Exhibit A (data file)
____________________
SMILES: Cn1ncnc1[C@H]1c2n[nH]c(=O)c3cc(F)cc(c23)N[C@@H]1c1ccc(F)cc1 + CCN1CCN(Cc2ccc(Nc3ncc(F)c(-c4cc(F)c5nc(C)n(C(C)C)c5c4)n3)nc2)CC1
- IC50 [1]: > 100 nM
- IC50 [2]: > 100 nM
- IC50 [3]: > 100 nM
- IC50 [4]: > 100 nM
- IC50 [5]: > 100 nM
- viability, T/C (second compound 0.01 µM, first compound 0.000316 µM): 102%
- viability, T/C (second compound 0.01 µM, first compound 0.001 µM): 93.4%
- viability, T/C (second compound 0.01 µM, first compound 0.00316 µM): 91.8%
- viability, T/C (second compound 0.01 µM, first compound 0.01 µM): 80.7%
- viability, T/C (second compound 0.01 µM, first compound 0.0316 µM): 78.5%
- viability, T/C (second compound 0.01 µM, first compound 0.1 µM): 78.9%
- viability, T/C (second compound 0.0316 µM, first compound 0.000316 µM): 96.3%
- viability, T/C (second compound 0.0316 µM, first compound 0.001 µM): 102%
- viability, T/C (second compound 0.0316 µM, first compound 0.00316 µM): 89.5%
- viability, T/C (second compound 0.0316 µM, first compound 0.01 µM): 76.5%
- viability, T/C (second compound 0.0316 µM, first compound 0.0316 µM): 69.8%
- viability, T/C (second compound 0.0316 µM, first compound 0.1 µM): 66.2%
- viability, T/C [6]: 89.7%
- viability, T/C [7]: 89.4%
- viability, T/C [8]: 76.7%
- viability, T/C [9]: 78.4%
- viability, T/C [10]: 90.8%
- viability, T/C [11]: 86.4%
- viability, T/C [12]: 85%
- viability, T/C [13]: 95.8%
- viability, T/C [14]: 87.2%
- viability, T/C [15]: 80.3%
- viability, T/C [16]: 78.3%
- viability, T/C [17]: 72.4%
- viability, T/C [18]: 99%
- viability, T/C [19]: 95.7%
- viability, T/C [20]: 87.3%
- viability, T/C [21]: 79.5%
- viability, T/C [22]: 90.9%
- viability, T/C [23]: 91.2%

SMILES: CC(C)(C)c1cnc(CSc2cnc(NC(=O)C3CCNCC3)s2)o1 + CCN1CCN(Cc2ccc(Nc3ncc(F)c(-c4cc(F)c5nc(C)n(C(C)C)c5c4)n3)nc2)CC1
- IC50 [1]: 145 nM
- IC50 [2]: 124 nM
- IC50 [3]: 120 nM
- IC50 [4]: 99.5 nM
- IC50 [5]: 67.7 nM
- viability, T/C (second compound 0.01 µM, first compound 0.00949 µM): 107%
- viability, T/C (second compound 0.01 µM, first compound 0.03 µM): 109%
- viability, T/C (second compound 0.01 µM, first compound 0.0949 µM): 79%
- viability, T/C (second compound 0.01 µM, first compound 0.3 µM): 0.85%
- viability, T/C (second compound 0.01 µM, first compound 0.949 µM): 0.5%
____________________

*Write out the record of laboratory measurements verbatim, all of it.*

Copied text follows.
SMILES: Cn1ncnc1[C@H]1c2n[nH]c(=O)c3cc(F)cc(c23)N[C@@H]1c1ccc(F)cc1 + CCN1CCN(Cc2ccc(Nc3ncc(F)c(-c4cc(F)c5nc(C)n(C(C)C)c5c4)n3)nc2)CC1
- IC50 [1]: > 100 nM
- IC50 [2]: > 100 nM
- IC50 [3]: > 100 nM
- IC50 [4]: > 100 nM
- IC50 [5]: > 100 nM
- viability, T/C (second compound 0.01 µM, first compound 0.000316 µM): 102%
- viability, T/C (second compound 0.01 µM, first compound 0.001 µM): 93.4%
- viability, T/C (second compound 0.01 µM, first compound 0.00316 µM): 91.8%
- viability, T/C (second compound 0.01 µM, first compound 0.01 µM): 80.7%
- viability, T/C (second compound 0.01 µM, first compound 0.0316 µM): 78.5%
- viability, T/C (second compound 0.01 µM, first compound 0.1 µM): 78.9%
- viability, T/C (second compound 0.0316 µM, first compound 0.000316 µM): 96.3%
- viability, T/C (second compound 0.0316 µM, first compound 0.001 µM): 102%
- viability, T/C (second compound 0.0316 µM, first compound 0.00316 µM): 89.5%
- viability, T/C (second compound 0.0316 µM, first compound 0.01 µM): 76.5%
- viability, T/C (second compound 0.0316 µM, first compound 0.0316 µM): 69.8%
- viability, T/C (second compound 0.0316 µM, first compound 0.1 µM): 66.2%
- viability, T/C [6]: 89.7%
- viability, T/C [7]: 89.4%
- viability, T/C [8]: 76.7%
- viability, T/C [9]: 78.4%
- viability, T/C [10]: 90.8%
- viability, T/C [11]: 86.4%
- viability, T/C [12]: 85%
- viability, T/C [13]: 95.8%
- viability, T/C [14]: 87.2%
- viability, T/C [15]: 80.3%
- viability, T/C [16]: 78.3%
- viability, T/C [17]: 72.4%
- viability, T/C [18]: 99%
- viability, T/C [19]: 95.7%
- viability, T/C [20]: 87.3%
- viability, T/C [21]: 79.5%
- viability, T/C [22]: 90.9%
- viability, T/C [23]: 91.2%

SMILES: CC(C)(C)c1cnc(CSc2cnc(NC(=O)C3CCNCC3)s2)o1 + CCN1CCN(Cc2ccc(Nc3ncc(F)c(-c4cc(F)c5nc(C)n(C(C)C)c5c4)n3)nc2)CC1
- IC50 [1]: 145 nM
- IC50 [2]: 124 nM
- IC50 [3]: 120 nM
- IC50 [4]: 99.5 nM
- IC50 [5]: 67.7 nM
- viability, T/C (second compound 0.01 µM, first compound 0.00949 µM): 107%
- viability, T/C (second compound 0.01 µM, first compound 0.03 µM): 109%
- viability, T/C (second compound 0.01 µM, first compound 0.0949 µM): 79%
- viability, T/C (second compound 0.01 µM, first compound 0.3 µM): 0.85%
- viability, T/C (second compound 0.01 µM, first compound 0.949 µM): 0.5%